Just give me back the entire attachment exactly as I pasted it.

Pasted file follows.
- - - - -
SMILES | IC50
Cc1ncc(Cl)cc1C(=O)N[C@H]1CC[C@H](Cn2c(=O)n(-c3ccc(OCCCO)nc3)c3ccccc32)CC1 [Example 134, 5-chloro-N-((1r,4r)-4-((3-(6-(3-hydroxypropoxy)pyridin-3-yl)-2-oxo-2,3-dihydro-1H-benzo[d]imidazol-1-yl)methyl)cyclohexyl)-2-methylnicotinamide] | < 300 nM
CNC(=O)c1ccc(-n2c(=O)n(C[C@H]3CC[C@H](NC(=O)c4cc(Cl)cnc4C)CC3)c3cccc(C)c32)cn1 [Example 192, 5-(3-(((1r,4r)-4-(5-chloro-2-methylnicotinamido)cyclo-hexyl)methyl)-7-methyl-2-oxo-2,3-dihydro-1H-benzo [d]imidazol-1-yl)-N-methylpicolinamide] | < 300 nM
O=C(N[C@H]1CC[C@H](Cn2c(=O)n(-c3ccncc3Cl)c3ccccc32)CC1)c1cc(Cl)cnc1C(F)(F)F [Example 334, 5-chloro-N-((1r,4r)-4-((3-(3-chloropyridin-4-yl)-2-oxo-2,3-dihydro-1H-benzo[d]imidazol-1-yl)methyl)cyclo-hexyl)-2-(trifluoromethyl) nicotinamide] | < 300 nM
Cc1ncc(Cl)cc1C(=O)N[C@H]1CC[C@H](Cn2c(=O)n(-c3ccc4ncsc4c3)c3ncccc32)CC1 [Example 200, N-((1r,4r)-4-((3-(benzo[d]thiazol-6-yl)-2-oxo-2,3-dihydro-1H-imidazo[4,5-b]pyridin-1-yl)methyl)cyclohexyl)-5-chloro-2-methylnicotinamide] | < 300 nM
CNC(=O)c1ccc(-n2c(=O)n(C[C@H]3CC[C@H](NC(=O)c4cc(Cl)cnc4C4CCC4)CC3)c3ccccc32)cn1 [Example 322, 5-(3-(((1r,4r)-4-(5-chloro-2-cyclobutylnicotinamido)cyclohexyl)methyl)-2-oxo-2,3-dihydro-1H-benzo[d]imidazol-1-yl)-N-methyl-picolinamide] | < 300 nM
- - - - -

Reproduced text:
SMILES | IC50
Cc1ncc(Cl)cc1C(=O)N[C@H]1CC[C@H](Cn2c(=O)n(-c3ccc(OCCCO)nc3)c3ccccc32)CC1 [Example 134, 5-chloro-N-((1r,4r)-4-((3-(6-(3-hydroxypropoxy)pyridin-3-yl)-2-oxo-2,3-dihydro-1H-benzo[d]imidazol-1-yl)methyl)cyclohexyl)-2-methylnicotinamide] | < 300 nM
CNC(=O)c1ccc(-n2c(=O)n(C[C@H]3CC[C@H](NC(=O)c4cc(Cl)cnc4C)CC3)c3cccc(C)c32)cn1 [Example 192, 5-(3-(((1r,4r)-4-(5-chloro-2-methylnicotinamido)cyclo-hexyl)methyl)-7-methyl-2-oxo-2,3-dihydro-1H-benzo [d]imidazol-1-yl)-N-methylpicolinamide] | < 300 nM
O=C(N[C@H]1CC[C@H](Cn2c(=O)n(-c3ccncc3Cl)c3ccccc32)CC1)c1cc(Cl)cnc1C(F)(F)F [Example 334, 5-chloro-N-((1r,4r)-4-((3-(3-chloropyridin-4-yl)-2-oxo-2,3-dihydro-1H-benzo[d]imidazol-1-yl)methyl)cyclo-hexyl)-2-(trifluoromethyl) nicotinamide] | < 300 nM
Cc1ncc(Cl)cc1C(=O)N[C@H]1CC[C@H](Cn2c(=O)n(-c3ccc4ncsc4c3)c3ncccc32)CC1 [Example 200, N-((1r,4r)-4-((3-(benzo[d]thiazol-6-yl)-2-oxo-2,3-dihydro-1H-imidazo[4,5-b]pyridin-1-yl)methyl)cyclohexyl)-5-chloro-2-methylnicotinamide] | < 300 nM
CNC(=O)c1ccc(-n2c(=O)n(C[C@H]3CC[C@H](NC(=O)c4cc(Cl)cnc4C4CCC4)CC3)c3ccccc32)cn1 [Example 322, 5-(3-(((1r,4r)-4-(5-chloro-2-cyclobutylnicotinamido)cyclohexyl)methyl)-2-oxo-2,3-dihydro-1H-benzo[d]imidazol-1-yl)-N-methyl-picolinamide] | < 300 nM